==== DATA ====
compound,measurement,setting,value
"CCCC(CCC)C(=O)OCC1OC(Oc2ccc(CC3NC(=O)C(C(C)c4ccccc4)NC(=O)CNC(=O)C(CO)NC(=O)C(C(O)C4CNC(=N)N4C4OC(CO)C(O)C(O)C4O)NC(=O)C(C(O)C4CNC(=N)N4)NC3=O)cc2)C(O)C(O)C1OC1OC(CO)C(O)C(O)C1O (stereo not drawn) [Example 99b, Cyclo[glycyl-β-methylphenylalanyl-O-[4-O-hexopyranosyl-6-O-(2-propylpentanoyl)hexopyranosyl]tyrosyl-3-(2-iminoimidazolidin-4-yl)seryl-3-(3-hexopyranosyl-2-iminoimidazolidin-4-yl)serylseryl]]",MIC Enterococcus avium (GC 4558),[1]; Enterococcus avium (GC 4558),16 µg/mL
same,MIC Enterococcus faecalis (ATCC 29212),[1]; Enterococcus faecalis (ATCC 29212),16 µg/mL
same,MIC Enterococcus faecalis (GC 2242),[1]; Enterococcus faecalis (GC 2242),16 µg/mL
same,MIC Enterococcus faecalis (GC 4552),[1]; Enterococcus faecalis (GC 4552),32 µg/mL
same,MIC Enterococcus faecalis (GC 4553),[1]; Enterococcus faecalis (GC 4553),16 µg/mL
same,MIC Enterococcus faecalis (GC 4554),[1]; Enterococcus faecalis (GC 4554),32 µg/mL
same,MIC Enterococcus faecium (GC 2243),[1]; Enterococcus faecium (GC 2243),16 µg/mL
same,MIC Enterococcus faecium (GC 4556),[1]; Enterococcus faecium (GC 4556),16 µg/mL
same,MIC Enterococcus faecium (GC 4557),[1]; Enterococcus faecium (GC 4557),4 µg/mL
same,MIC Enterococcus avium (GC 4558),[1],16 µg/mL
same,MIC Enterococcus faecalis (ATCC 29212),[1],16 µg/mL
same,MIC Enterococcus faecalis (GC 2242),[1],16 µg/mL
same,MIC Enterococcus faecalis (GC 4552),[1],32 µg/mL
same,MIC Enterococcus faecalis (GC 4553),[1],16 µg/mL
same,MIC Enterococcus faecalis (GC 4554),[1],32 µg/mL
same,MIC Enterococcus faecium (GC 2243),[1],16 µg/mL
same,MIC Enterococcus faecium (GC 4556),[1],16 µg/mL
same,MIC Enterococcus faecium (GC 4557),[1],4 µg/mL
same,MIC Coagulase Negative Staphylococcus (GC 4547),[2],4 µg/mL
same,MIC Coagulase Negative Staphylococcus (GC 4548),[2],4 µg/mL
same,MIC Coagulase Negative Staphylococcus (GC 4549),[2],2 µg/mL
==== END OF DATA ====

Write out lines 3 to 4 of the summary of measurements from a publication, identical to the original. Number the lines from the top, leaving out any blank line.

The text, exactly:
same,MIC Enterococcus faecalis (ATCC 29212),[1]; Enterococcus faecalis (ATCC 29212),16 µg/mL
same,MIC Enterococcus faecalis (GC 2242),[1]; Enterococcus faecalis (GC 2242),16 µg/mL